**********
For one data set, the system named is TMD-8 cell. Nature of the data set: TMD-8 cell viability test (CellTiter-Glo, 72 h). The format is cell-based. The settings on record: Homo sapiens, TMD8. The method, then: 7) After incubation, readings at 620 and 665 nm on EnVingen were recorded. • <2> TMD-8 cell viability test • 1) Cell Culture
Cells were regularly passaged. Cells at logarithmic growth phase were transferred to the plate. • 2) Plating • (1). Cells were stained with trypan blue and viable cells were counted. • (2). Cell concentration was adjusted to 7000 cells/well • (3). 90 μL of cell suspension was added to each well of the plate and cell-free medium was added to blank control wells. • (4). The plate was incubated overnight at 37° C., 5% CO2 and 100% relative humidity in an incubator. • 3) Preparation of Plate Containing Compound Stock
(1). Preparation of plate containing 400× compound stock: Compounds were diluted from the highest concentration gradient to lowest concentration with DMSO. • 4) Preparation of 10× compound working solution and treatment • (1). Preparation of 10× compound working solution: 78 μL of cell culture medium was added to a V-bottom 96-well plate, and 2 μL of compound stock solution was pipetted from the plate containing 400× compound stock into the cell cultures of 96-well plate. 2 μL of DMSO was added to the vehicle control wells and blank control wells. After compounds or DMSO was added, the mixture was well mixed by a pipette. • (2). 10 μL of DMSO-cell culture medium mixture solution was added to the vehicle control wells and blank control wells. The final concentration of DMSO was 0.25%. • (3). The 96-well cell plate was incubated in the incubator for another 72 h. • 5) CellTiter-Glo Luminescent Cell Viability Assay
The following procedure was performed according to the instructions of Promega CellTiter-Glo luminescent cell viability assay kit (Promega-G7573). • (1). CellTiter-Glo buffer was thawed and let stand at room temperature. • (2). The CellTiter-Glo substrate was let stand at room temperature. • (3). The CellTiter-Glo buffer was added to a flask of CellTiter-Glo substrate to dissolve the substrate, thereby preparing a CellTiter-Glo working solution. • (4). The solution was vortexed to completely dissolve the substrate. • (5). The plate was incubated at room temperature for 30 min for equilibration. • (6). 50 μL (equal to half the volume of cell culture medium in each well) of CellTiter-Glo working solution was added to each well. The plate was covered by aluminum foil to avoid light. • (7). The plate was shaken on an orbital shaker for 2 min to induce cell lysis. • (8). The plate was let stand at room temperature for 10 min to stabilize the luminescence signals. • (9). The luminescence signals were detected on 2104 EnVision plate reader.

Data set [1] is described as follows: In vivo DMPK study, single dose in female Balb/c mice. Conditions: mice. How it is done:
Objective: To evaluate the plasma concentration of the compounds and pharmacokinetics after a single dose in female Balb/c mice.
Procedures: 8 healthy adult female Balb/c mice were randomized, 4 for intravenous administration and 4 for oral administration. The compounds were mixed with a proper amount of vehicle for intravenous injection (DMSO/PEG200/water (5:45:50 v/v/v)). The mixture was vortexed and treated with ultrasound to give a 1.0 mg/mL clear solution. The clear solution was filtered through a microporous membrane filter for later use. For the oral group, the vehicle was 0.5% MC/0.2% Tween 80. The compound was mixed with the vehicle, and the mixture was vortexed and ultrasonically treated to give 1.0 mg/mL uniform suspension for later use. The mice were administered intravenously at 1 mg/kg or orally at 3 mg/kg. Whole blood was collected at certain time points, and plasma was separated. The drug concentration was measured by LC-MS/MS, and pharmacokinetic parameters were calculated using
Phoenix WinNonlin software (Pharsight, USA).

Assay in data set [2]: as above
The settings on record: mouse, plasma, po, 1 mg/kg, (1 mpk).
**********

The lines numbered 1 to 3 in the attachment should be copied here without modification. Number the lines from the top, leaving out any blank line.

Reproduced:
For one data set, the system named is TMD-8 cell. Nature of the data set: TMD-8 cell viability test (CellTiter-Glo, 72 h). The format is cell-based. The settings on record: Homo sapiens, TMD8. The method, then: 7) After incubation, readings at 620 and 665 nm on EnVingen were recorded. • <2> TMD-8 cell viability test • 1) Cell Culture
Cells were regularly passaged. Cells at logarithmic growth phase were transferred to the plate. • 2) Plating • (1). Cells were stained with trypan blue and viable cells were counted. • (2). Cell concentration was adjusted to 7000 cells/well • (3). 90 μL of cell suspension was added to each well of the plate and cell-free medium was added to blank control wells. • (4). The plate was incubated overnight at 37° C., 5% CO2 and 100% relative humidity in an incubator. • 3) Preparation of Plate Containing Compound Stock
(1). Preparation of plate containing 400× compound stock: Compounds were diluted from the highest concentration gradient to lowest concentration with DMSO. • 4) Preparation of 10× compound working solution and treatment • (1). Preparation of 10× compound working solution: 78 μL of cell culture medium was added to a V-bottom 96-well plate, and 2 μL of compound stock solution was pipetted from the plate containing 400× compound stock into the cell cultures of 96-well plate. 2 μL of DMSO was added to the vehicle control wells and blank control wells. After compounds or DMSO was added, the mixture was well mixed by a pipette. • (2). 10 μL of DMSO-cell culture medium mixture solution was added to the vehicle control wells and blank control wells. The final concentration of DMSO was 0.25%. • (3). The 96-well cell plate was incubated in the incubator for another 72 h. • 5) CellTiter-Glo Luminescent Cell Viability Assay